It’s no surprise that Stellaris excels as a simulation as well as a strategy game. The same is true of Paradox’s other games, such as Crusader Kings II, Europa Universalis IV, and Hearts of Iron IV, none of which include victory conditions. Partially that’s because it would be absurd to have France pursue the same victory conditions as Ragusa, but it also encourages players to make up their own goals. Even Hearts of Iron III, which did have victory conditions, allowed for some flexibility since players could pick a range of objectives from a list. You can (and should) make up your own goals in Stellaris, too: I’ve had fun just defending pre-spacefaring civilizations from interference as well as running entire empires based on slavery. It’s just irritating that while the game allows for this, the built-in goals discourage it. Victory conditions in Stellaris are discordant with its robust simulation.

Paradox have dealt with the problem of providing structure to their games without explicit victory conditions in the past. Both Europa Universalis IV and Crusader Kings II have scoreboards, and the latter is particularly inventive. In Crusader Kings II you play as a sequence of characters in a dynasty, so your score is the prestige and piety of each character you have played added together. When you get to the score screen (either at the end of the game or when your dynasty becomes extinct) you’re not judged against other in-game dynasties, but rather Paradox’s ranking of historical dynasties. At the top of the scoreboard is France’s House of Capet, followed by the Hapsburgs and other notable dynasties from the period covered by Crusader Kings II (that is, 769-1453).

What’s great about this system is that it attempts to judge you, however crudely, from a contemporary perspective. Prestige is gained in Crusader Kings II in most of the same ways you would expect a ruler in the middle ages to gain prestige: victories on the battlefield and winning wars, for sure, but also making advantageous marriages and creating or usurping noble titles. The same is true of piety, where participation in holy wars and pilgrimages bolsters your total. Crusader Kings II began as a game allowing you to play as a European Christian ruler and the game judges you as such.

It’s incongruous if you’re playing in India or North Africa, but as of the original version of the game you’re judged according to the society to which you belong. This is the opposite of the approach taken by Stellaris, where at least one of the conditions, to control 40% of habitable planets, is completely arbitrary and neither take into account your empire’s ethos or government form. Crusader Kings II provides a good counterexample to Stellaris since the objective there suits the setting and makes instinctive sense in the universe.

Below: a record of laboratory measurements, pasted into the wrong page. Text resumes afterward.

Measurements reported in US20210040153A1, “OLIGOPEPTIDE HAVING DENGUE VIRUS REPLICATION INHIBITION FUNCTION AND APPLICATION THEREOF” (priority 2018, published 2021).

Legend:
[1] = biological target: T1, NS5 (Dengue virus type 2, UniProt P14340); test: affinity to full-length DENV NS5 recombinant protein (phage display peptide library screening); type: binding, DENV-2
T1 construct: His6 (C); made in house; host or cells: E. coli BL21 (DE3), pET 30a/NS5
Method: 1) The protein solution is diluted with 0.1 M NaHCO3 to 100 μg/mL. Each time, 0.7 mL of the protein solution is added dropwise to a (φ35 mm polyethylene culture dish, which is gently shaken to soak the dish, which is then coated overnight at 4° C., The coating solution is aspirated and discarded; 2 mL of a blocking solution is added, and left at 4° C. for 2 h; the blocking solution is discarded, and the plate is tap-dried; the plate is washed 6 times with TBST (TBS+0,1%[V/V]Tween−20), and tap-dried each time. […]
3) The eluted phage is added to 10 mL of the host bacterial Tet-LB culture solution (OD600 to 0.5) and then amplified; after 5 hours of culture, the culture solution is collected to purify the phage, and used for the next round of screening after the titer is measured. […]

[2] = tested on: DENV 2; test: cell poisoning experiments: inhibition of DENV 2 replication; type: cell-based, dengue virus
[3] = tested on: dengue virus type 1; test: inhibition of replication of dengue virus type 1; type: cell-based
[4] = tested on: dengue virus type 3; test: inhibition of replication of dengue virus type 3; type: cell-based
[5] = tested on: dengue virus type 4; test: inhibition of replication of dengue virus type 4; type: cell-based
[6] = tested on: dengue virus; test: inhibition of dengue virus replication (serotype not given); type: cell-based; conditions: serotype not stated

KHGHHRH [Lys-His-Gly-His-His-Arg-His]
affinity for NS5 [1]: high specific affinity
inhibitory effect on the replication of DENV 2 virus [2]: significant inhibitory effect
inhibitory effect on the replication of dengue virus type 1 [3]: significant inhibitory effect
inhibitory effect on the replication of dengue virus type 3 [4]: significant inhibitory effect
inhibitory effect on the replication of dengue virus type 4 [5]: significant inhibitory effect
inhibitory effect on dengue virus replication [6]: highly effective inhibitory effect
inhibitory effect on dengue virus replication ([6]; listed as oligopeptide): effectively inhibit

Stellaris’ built-in goals highlight its worst features. Even if you want to play an extremely aggressive game, it’s tedious to mop up empires who stand no chance against you, and even if you want to play a large empire it’s tedious to colonise planets for the sake of filling a bar rather than enhancing your empire. Even in the very rare case that you want to pursue either objective, their messy implementation is frustrating. Meanwhile, if you’re playing anything other than a large, aggressive empire you’ll be locked out of the game’s nominal goal. These victory conditions are terrible, and even were they fixed they wouldn’t fit Stellaris. Despite its dedication to rethinking staples of the 4X genre, when it comes to victory conditions Stellaris fails badly.


  1. keyan says:

    Great analysis! This game has been sitting in my Steam wishlist since it came out, and while this article doesn’t entirely dissuade me from buying it, it does give me pause. Is there any way to simply disable the victory conditions or set such a long game length that they become irrelevant?

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      Graever says:

      As the article so nicely points out. The victory conditions are effectively irrelevant. They are almost impossible to achieve unless you specifically play to complete them and even when you do a there is a button that allows you to keep playing.